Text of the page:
WARWICK ARTS CENTRE
Programme Manager: Andrew Fletcher
Some of the information provided in the Programming Database might be subject to major revision as the Covid-19 crisis develops. The way in which venues programmed work a few months ago is not necessarily the same way they will be programming work a few months from now.
Whilst it is more important than ever that venues can be as transparent as possible about their programming policies, interests, capacity and timeframes, everyone needs to be aware that things will inevitably change over time under these uncertain conditions. As future planning becomes clearer for venues, they are encouraged to update their database information accordingly.
Warwick Arts Centre programmes independent work into its flexible black box studio theatre (140 seats in end-on configuration).
The venue is based on the University of Warwick campus and only programmes during the three 10 week University terms:
Spring (January to March) — approximate time for programming is 12 months in advance.
Summer (April to June) — approximate time for programming is 12 months in advance.
Autumn (October to December) — approximate time for programming is 12 months in advance.
They look to programme the best work which is happening across the UK and around the world – from local artists to international touring companies. They want to represent productions which are ahead of the curve, championing the cutting edge of contemporary culture. Productions featured in the programme ideally have a clear unique selling point. The venue is building a more inclusive programme than ever before, representative of all members of their local communities.
Andrew Fletcher (Programme Manager) works with the venue’s Programme Director (Julia Carruthers) to programme the venue. The best way to contact Andrew is via email (A.Fletcher.firstname.lastname@example.org) with as much information about the show as possible. A full film of the production is particularly useful. Andrew and Julia make collective decisions about the programme. For each slot they’re looking for something that isn’t replicated in the same season but which complements the rest of the programme.
GETTING TO KNOW ANDREW
Tell us about a recent piece of theatre you really enjoyed and why it had such an impact on you.
I loved New Owner by Australian company The Last Great Hunt at North Edinburgh Arts. It’s a family show about an old woman who gets a new dog after her old one dies. The dog then goes exploring across the city and befriends another dog and they go on adventures together. It was a very effective yet simple story told without words, done with live puppetry against animated projected scenes, with a great soundtrack and slick pacing. The Last Great Hunt are a relatively young company, and New Owner is a small-scale production with only 3 people operating the show and it packs down into a few suitcases, yet the technical accomplishment and skill required to perform the show were incredible.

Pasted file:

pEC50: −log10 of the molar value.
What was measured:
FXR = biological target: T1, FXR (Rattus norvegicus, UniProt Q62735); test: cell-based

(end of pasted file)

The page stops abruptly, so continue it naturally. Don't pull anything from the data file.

Are there things which push your buttons when you see them in shows (in both good ways and bad ways)?
Good things: Work with an element which feels original – something you haven’t quite seen in the same way before; Clear storytelling or non-linear narratives which still have some kind of through-line or internal logic; Evident skills or talent which not everyone could do; Great design and thought given to aesthetics and the total staging of a piece, including costumes, lighting, sound, props, effects; Humour / endearing performers; Well-paced, and not overly long; Thought given to the audience; Feels like a piece which needs to be told / has a sense of social or political relevance.
Things I’m not so keen on: Work which is derivative or I feel like I’ve seen before; Lack of clear storytelling which includes work that sets up the rules of its world but then undermines or breaks them; Overly-silly humour; Work which has no sense of skill or accomplishment about it; Work which feels too conceptual or esoteric; Overly wordy shows which lack bigger staging.
What kind of show have you seen too much of lately?
One person shows which focus entirely on that individual without connecting to anything bigger or finding the relevance to wider society.
Shows which approach Brexit / the state of the world in a very predictable way. I’m up for the subject matter if you can find an original / oblique angle to it.
How long have you been programming at your venue?
What is your professional background? How did you get into programming?